With the municipal election just a few short weeks away, what are the pressing issues in Delta?
It would seem that housing choice is top of mind, especially if you are within the younger demographic.
Additionally, with Delta’s increasing aging population, more housing form will be needed to accommodate seniors wishing to “age in place” rather than being forced to move to communities that offer more opportunity to down size. Currently seniors make up 15 to 20 per cent of Delta’s population. By 2024 this number is expected to increase to 41 per cent.
How will our Delta politicians deal with immense housing challenges to keep our city vibrant and viable?
Delta’s Housing Action Plan (2021) has eight strategies to deal with these housing challenges. Three of note are to “explore ways to increase land availability for priority housing”, “pilot pre-zoning in select areas near town centres”, and “create opportunities for gentle density”.
The Achieving for Delta website echo these strategies when they suggest it is important that “building and permitting more housing options in town centres…”
In the document titled “Delta’s Social Profile“, (2017), it is noted that housing stock will be needed to be increased by 8,300 units by 2041 to adequately handle population growth. Some of this need has been addressed through TFN developments, Tsawwassen Springs and the Southlands, but it is abundantly clear that more stock and choice is needed.
Currently, our housing stock is made up of 5.5 per cent townhomes, 14 per cent of apartments and multi-family and 80 per cent single family.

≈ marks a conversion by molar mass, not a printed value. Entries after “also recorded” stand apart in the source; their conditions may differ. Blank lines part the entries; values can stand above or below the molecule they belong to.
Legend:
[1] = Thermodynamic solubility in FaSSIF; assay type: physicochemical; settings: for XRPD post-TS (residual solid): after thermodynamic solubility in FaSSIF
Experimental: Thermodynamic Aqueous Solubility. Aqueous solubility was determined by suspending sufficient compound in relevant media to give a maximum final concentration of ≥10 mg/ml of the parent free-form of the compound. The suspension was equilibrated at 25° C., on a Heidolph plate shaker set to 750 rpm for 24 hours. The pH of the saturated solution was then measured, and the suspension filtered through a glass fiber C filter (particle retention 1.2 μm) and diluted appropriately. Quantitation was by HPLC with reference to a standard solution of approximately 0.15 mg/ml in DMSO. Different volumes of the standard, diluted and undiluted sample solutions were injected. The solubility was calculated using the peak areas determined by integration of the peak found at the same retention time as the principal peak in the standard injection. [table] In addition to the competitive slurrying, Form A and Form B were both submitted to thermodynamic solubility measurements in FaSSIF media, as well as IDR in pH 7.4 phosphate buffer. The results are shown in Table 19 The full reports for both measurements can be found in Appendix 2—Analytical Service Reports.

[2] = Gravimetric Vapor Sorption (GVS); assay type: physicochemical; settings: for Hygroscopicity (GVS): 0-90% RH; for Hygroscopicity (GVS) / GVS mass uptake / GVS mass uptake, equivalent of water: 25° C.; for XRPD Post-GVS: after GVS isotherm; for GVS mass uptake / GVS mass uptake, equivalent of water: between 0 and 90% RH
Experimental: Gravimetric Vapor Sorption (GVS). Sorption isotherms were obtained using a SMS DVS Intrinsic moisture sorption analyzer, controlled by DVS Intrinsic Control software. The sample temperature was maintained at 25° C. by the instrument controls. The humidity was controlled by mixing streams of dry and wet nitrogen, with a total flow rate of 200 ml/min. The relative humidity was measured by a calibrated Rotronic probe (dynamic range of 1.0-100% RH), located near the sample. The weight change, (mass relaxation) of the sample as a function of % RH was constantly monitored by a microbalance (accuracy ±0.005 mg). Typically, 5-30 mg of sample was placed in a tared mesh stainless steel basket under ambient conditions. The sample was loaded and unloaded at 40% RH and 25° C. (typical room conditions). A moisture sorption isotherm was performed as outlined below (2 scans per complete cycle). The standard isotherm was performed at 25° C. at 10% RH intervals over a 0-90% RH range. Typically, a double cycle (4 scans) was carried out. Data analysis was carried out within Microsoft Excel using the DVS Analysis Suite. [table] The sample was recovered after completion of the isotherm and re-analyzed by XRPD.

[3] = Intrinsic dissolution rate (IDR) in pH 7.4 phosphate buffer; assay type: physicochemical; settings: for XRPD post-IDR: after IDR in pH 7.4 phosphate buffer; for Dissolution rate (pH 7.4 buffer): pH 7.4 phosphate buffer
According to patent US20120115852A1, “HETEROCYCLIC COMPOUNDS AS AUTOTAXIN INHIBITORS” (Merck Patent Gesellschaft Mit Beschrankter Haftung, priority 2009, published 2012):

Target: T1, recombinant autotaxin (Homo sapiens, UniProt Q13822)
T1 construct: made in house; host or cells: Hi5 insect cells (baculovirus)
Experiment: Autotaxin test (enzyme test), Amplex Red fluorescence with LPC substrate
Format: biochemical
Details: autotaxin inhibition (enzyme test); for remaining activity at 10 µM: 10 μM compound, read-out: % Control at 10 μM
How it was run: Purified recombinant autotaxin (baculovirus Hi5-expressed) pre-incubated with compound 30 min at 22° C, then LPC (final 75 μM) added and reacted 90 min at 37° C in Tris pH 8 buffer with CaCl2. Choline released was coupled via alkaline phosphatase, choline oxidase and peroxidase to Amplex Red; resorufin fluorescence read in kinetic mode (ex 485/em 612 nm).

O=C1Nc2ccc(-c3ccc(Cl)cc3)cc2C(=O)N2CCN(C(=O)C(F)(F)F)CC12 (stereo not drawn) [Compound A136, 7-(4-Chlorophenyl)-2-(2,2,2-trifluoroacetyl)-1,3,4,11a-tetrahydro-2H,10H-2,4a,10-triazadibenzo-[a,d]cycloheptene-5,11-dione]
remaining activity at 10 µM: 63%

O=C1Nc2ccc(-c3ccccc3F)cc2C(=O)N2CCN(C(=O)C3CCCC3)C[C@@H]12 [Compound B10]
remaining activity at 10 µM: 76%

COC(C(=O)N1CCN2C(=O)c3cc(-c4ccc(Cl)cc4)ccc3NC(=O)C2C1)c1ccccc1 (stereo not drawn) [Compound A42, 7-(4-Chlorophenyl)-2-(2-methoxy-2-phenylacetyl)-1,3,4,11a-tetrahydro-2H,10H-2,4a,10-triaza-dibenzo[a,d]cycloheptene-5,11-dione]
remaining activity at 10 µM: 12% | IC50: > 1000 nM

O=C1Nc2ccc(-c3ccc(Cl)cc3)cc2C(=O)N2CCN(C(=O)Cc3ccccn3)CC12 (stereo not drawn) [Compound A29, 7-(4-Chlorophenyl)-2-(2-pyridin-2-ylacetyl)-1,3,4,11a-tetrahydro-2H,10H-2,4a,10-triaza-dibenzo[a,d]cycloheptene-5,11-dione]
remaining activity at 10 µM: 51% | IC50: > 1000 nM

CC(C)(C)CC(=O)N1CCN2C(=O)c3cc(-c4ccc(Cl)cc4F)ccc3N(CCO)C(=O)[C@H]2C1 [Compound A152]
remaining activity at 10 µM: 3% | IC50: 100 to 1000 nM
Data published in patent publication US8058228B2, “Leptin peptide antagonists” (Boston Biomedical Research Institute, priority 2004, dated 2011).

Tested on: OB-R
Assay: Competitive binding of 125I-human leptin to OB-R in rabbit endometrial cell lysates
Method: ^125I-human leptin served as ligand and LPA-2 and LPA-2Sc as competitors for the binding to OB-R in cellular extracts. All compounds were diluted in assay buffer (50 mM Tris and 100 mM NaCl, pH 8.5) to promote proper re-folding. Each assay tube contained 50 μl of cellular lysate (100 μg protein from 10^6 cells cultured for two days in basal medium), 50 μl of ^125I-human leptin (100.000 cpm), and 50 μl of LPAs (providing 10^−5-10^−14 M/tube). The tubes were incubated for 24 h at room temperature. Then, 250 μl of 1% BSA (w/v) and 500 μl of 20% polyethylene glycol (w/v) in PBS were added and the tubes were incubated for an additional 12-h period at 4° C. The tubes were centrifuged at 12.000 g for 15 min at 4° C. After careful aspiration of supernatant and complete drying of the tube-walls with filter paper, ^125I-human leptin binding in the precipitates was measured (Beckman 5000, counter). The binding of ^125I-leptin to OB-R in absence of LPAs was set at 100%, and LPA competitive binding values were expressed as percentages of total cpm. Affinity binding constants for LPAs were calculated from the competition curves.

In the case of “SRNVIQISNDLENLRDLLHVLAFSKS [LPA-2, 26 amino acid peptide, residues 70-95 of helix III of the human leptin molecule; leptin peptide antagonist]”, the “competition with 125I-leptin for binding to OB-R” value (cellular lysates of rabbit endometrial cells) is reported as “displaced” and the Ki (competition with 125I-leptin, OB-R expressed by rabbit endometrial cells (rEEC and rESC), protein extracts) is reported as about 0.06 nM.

The 80 per cent single family number will have to dramatically decrease as a percentage of housing stock to meet the needs of a changing demographic.
We have all either experienced or have seen how housing requirements change through our life. Having housing choice is important for us to grow within our communities rather than being forced to move from our friends and families.
Many suggest that if you can’t live here then it is time to move on. That may be true to some extent, but a better model to ensure viable and sustainable strong towns is to increase our housing options across the board.
A local group called Deltans for People Oriented Places (Del-POP) has issued a press release itemizing priorities they would like to see an ideal council candidate address. There are many of them, but of note in the top five is to “Approve Housing Choice and Lightened Zoning”. You can view all of the suggestions at http://www.delpop.ca.